It leaves behind 125-metric-ton launch capacity for going to Mars. And you'll appreciate that if I need 400 or 500 tons to go to Mars, that's four or five launches of this vehicle, even allowing for some tare weight, as opposed to how many dozen space shuttle and Soyuz and Progress launches to build the space station-- a much better approach.

This is a much safer system. The probabilities of loss of crew are cited there. It does meet our agreed upon international obligations for servicing the space station, provides an orderly transition to the shuttle workforce, and can be bought by the yard, allows us-- pardon me, allows go-as-you-pay budget planning.

Lunar surface activities offer us an early demonstration of human exploration beyond low Earth orbit. We learn how to operate away from the Earth, but only three days from home. I think no one will be surprised if I say that there are things about living off planet that we don't yet know despite having had six voyages to the Moon 35 years ago.

I believe we should keep our hubris in check, recognizing that we need to learn a few things. We certainly can conduct numerous scientific investigations with the Moon as a natural laboratory. One of the most important things in developing a more efficient spaceflight architecture will be learning to, in quotes, "live off the land," in space or on the planets and asteroids that we visit.

In places, the lunar crust is as much as 40% oxygen by weight. It's at least 15% by weight most everywhere that we've sampled. And the oxygen is available for human use by heating it up.

We need to learn how to do that in an automated fashion, because oxygen is 7/8 by weight of the most efficient chemical propulsion combination we're going to be using for a while, liquid oxygen and liquid hydrogen. So if you can-- and voyaging to and from the Moon, the mass fraction required for propellant is about 50%. So if 50% of your mass in space is propellant and 7/8 of that is liquid oxygen that you can get from the Moon rather than hauling it up from the surface of the Earth, I would suggest that one of the earliest economic returns from utilizing the Moon would be to generate and ship liquid oxygen. It's going to be a while before we learn how to do it, but I think we will. And of course, we begin to establish an Antarctic-style outpost one mission at a time, and also testing of the techniques and technologies that we're going to need to go to Mars, and pass that.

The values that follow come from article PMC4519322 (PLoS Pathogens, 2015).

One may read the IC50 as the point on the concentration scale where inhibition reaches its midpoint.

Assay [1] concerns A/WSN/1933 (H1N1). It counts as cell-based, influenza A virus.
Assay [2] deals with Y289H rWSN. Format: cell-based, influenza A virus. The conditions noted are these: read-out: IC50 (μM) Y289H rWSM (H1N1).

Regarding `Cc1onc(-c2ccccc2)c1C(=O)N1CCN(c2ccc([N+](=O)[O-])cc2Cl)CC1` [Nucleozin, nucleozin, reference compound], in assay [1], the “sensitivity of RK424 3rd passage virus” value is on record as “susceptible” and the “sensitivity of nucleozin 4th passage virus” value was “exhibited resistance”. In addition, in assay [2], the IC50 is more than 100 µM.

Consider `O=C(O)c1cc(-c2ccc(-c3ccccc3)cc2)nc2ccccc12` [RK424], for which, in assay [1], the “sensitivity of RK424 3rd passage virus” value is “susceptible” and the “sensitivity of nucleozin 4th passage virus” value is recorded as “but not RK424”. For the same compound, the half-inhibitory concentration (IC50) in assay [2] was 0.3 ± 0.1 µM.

Now, in contrast to Apollo, we are planning an architecture that offers global access, because to scientists and engineers both, the polar regions of the Moon offer some of the most interesting sights, whereas Apollo, as you can see from this chart, was restricted to the near-equatorial band. The far side, of course, is also of interest. One of the more interesting places is near the lunar south pole on the far side in the Aitken basin, where within close proximity to one another, there are sites for possible lunar bases that have access to 24-hour-a-day-- well, full-time sunlight, as well as to permanently shadowed craters.

There is evidence from Lunar Prospector and Clementine of elevated quantities of hydrogen. And if we can find both hydrogen and oxygen on the Moon, then that will be the germ of a truly valuable space economy. We won't find it out without going there. And so some of our early plans are focused on the Aitken base and in Shackleton crater.